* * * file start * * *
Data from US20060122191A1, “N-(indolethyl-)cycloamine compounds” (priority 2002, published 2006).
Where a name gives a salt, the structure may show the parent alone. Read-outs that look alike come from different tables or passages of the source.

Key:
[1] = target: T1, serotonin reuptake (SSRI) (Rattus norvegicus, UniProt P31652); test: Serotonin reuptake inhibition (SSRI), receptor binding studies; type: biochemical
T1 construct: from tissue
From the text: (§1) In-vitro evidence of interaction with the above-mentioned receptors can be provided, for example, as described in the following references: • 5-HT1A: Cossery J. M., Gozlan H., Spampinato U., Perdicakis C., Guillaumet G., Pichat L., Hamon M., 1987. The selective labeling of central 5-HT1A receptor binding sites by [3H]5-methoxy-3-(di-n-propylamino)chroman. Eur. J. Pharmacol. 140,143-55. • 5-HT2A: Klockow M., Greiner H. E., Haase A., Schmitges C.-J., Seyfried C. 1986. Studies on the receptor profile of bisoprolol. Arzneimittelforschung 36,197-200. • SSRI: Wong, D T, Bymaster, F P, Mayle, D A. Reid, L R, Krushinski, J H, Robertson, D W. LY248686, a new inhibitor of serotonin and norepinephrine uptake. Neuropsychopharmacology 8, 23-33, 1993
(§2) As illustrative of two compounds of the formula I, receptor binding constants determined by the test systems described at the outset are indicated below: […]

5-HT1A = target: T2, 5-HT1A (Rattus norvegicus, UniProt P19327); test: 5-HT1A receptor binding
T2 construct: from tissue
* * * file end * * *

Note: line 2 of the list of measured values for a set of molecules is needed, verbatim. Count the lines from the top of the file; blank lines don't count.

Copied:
Where a name gives a salt, the structure may show the parent alone. Read-outs that look alike come from different tables or passages of the source.